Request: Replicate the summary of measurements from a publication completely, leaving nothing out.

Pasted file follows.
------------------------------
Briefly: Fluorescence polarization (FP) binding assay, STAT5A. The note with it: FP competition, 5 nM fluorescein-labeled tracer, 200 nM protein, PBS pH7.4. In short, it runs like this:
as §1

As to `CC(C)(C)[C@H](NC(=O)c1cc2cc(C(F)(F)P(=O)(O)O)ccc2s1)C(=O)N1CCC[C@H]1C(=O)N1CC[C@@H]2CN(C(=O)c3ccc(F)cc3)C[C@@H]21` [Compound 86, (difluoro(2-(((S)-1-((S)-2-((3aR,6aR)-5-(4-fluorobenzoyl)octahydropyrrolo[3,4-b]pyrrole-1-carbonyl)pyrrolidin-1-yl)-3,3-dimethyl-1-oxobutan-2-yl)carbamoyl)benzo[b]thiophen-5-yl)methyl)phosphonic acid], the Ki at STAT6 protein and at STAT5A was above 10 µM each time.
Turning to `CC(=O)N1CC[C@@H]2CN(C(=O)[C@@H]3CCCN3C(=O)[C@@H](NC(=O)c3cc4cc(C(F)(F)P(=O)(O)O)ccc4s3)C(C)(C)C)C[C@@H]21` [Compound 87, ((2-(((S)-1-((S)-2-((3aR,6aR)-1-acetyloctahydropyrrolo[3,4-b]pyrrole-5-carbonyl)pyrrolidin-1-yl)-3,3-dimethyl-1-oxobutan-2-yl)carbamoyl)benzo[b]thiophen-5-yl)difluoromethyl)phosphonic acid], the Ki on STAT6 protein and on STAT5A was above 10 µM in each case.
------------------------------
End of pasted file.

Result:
Briefly: Fluorescence polarization (FP) binding assay, STAT5A. The note with it: FP competition, 5 nM fluorescein-labeled tracer, 200 nM protein, PBS pH7.4. In short, it runs like this:
as §1

As to `CC(C)(C)[C@H](NC(=O)c1cc2cc(C(F)(F)P(=O)(O)O)ccc2s1)C(=O)N1CCC[C@H]1C(=O)N1CC[C@@H]2CN(C(=O)c3ccc(F)cc3)C[C@@H]21` [Compound 86, (difluoro(2-(((S)-1-((S)-2-((3aR,6aR)-5-(4-fluorobenzoyl)octahydropyrrolo[3,4-b]pyrrole-1-carbonyl)pyrrolidin-1-yl)-3,3-dimethyl-1-oxobutan-2-yl)carbamoyl)benzo[b]thiophen-5-yl)methyl)phosphonic acid], the Ki at STAT6 protein and at STAT5A was above 10 µM each time.
Turning to `CC(=O)N1CC[C@@H]2CN(C(=O)[C@@H]3CCCN3C(=O)[C@@H](NC(=O)c3cc4cc(C(F)(F)P(=O)(O)O)ccc4s3)C(C)(C)C)C[C@@H]21` [Compound 87, ((2-(((S)-1-((S)-2-((3aR,6aR)-1-acetyloctahydropyrrolo[3,4-b]pyrrole-5-carbonyl)pyrrolidin-1-yl)-3,3-dimethyl-1-oxobutan-2-yl)carbamoyl)benzo[b]thiophen-5-yl)difluoromethyl)phosphonic acid], the Ki on STAT6 protein and on STAT5A was above 10 µM in each case.